I decided to go to rehab. The day I decided, I woke up confused, hung over and with bloody knees. My high heels were still on my feet and I wasn’t sure what happened the night before. Just like every other night for the eight months before that. I woke up with a daily nightmare to face. The difference this time was that I intentionally set a goal for myself. I went out with two friends the night before and told them I would have one drink only. Just one. I don’t know where this moment of clarity began. But I’m grateful
it hit me that day.
I stepped into the bar, leaving the warmth of the summer behind me on the pavement. The barman handed me my regular drink before I even requested it. They knew me well. As soon as the cider touched my lips, it went down as quickly as a glass of water would after a long walk in the Sahara. Almost immediately, I started making excuses to order another drink before finishing the one I still had in my hand. I got another one. I couldn’t stop myself. I sat on the bar chair looking at my empty glass with surprise. As I turned to my left, my two friends were still nursing their drinks. I realised they hadn’t even begun. They knew what I said; only one drink, and they could have only one. I couldn’t … I had to have more. I had to keep drinking and I had to drink fast. Before I knew it, and despite their despair, I ordered again. I had lost my ability to choose.
I was afraid.
I was in a relationship with an alcoholic I met in a bar. He was a big, emotional Croatian, twelve years older than I. He had no job and a midlife crisis. Victor and I fell in love in an instant. We were two sad, dysfunctional, co-dependent people looking for affirmation. It was a batter for disaster. We moved in together after just a few months. I felt out of place in his house. He had been married for a long time and his divorce was finalised just after we met. I ended my previous relationship – with an abusive drug addict – shortly before I met Victor.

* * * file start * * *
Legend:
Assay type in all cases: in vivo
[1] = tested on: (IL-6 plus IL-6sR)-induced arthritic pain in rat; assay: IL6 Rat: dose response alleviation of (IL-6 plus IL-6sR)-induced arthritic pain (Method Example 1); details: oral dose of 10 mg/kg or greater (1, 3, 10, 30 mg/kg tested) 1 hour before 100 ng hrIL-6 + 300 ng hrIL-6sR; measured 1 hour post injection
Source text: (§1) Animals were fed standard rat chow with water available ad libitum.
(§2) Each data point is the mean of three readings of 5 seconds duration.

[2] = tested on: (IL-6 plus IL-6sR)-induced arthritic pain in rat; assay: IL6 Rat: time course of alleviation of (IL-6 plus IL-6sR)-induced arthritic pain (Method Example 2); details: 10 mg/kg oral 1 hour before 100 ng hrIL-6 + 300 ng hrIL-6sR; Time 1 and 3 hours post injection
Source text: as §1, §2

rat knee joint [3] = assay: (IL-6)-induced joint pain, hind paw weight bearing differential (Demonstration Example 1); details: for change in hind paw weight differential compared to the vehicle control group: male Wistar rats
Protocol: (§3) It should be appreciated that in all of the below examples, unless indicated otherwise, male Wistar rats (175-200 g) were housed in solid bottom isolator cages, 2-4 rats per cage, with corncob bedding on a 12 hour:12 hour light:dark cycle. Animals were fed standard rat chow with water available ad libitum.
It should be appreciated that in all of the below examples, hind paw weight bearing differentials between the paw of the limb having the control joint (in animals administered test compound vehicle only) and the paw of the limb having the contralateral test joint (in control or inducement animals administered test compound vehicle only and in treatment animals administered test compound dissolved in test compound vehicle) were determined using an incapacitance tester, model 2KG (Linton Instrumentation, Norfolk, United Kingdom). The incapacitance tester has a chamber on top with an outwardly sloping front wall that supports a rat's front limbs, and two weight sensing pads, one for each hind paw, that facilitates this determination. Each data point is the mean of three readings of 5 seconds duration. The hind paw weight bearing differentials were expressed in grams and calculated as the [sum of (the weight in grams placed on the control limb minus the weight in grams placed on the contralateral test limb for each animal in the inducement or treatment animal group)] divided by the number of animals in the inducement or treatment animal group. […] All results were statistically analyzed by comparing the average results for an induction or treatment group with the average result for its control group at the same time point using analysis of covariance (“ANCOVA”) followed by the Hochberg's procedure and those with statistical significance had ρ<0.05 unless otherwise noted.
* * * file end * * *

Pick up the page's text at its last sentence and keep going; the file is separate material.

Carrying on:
I was a functional alcoholic and drug addict. I call it functional because I worked as a financial administrator at my parents’ company. Between my previous abusive relationship and moving in with Victor, I lived on my own for a while, trying my best not to use cocaine. I succeeded a little, but I smoked weed every day. I agonised my days away, yearning for the flood of peace my many joints would wash over me in the evenings.
Victor was in rehab for alcoholism (his third try) on the day I decided to have one drink only. I woke up with fragile and broken
memories the next morning; images of the night before flashing in and out. I wasn’t quite sure what I did, who I was with, how I got home. My ruined cell phone flashed on the pillow next to me. There were throbbing gashes in my knees. I was still in my work clothes from the night before. Hung over, sore and scared, I made the decision. I was
done. No more terrified staring into the mirror, looking at my lost soul. No more glaring into my eyes and looking, searching for life, when the only thing I saw was death.
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